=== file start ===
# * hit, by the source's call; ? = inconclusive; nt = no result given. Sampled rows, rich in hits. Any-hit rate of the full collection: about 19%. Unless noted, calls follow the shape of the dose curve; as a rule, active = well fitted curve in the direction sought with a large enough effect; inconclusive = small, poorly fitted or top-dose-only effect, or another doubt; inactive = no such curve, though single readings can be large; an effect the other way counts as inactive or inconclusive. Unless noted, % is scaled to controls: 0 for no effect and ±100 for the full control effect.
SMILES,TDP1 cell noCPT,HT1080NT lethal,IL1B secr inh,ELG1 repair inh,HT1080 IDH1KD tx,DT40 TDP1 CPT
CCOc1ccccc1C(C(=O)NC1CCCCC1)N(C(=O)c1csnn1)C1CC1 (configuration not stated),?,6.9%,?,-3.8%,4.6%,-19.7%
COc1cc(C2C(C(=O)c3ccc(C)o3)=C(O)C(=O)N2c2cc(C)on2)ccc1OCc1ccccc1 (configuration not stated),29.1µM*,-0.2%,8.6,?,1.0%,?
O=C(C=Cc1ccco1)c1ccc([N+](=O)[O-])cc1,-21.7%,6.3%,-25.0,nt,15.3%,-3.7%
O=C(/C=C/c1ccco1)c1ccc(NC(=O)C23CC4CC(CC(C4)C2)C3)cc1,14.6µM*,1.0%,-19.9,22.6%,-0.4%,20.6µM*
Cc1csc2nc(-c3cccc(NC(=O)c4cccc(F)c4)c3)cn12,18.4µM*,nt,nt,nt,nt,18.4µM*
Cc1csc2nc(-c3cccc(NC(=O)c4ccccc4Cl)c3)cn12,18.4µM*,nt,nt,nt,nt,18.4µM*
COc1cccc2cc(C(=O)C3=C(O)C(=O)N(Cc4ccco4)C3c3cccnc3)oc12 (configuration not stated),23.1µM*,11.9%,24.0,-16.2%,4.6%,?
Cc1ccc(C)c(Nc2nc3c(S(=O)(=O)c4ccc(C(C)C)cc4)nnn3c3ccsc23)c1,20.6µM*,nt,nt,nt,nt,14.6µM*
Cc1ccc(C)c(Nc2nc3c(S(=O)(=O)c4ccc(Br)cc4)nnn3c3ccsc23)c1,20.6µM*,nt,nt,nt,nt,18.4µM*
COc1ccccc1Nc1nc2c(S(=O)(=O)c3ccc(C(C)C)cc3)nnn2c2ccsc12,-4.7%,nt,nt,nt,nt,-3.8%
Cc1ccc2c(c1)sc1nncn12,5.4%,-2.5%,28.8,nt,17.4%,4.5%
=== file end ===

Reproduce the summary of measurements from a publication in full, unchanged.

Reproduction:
# * hit, by the source's call; ? = inconclusive; nt = no result given. Sampled rows, rich in hits. Any-hit rate of the full collection: about 19%. Unless noted, calls follow the shape of the dose curve; as a rule, active = well fitted curve in the direction sought with a large enough effect; inconclusive = small, poorly fitted or top-dose-only effect, or another doubt; inactive = no such curve, though single readings can be large; an effect the other way counts as inactive or inconclusive. Unless noted, % is scaled to controls: 0 for no effect and ±100 for the full control effect.
SMILES,TDP1 cell noCPT,HT1080NT lethal,IL1B secr inh,ELG1 repair inh,HT1080 IDH1KD tx,DT40 TDP1 CPT
CCOc1ccccc1C(C(=O)NC1CCCCC1)N(C(=O)c1csnn1)C1CC1 (configuration not stated),?,6.9%,?,-3.8%,4.6%,-19.7%
COc1cc(C2C(C(=O)c3ccc(C)o3)=C(O)C(=O)N2c2cc(C)on2)ccc1OCc1ccccc1 (configuration not stated),29.1µM*,-0.2%,8.6,?,1.0%,?
O=C(C=Cc1ccco1)c1ccc([N+](=O)[O-])cc1,-21.7%,6.3%,-25.0,nt,15.3%,-3.7%
O=C(/C=C/c1ccco1)c1ccc(NC(=O)C23CC4CC(CC(C4)C2)C3)cc1,14.6µM*,1.0%,-19.9,22.6%,-0.4%,20.6µM*
Cc1csc2nc(-c3cccc(NC(=O)c4cccc(F)c4)c3)cn12,18.4µM*,nt,nt,nt,nt,18.4µM*
Cc1csc2nc(-c3cccc(NC(=O)c4ccccc4Cl)c3)cn12,18.4µM*,nt,nt,nt,nt,18.4µM*
COc1cccc2cc(C(=O)C3=C(O)C(=O)N(Cc4ccco4)C3c3cccnc3)oc12 (configuration not stated),23.1µM*,11.9%,24.0,-16.2%,4.6%,?
Cc1ccc(C)c(Nc2nc3c(S(=O)(=O)c4ccc(C(C)C)cc4)nnn3c3ccsc23)c1,20.6µM*,nt,nt,nt,nt,14.6µM*
Cc1ccc(C)c(Nc2nc3c(S(=O)(=O)c4ccc(Br)cc4)nnn3c3ccsc23)c1,20.6µM*,nt,nt,nt,nt,18.4µM*
COc1ccccc1Nc1nc2c(S(=O)(=O)c3ccc(C(C)C)cc3)nnn2c2ccsc12,-4.7%,nt,nt,nt,nt,-3.8%
Cc1ccc2c(c1)sc1nncn12,5.4%,-2.5%,28.8,nt,17.4%,4.5%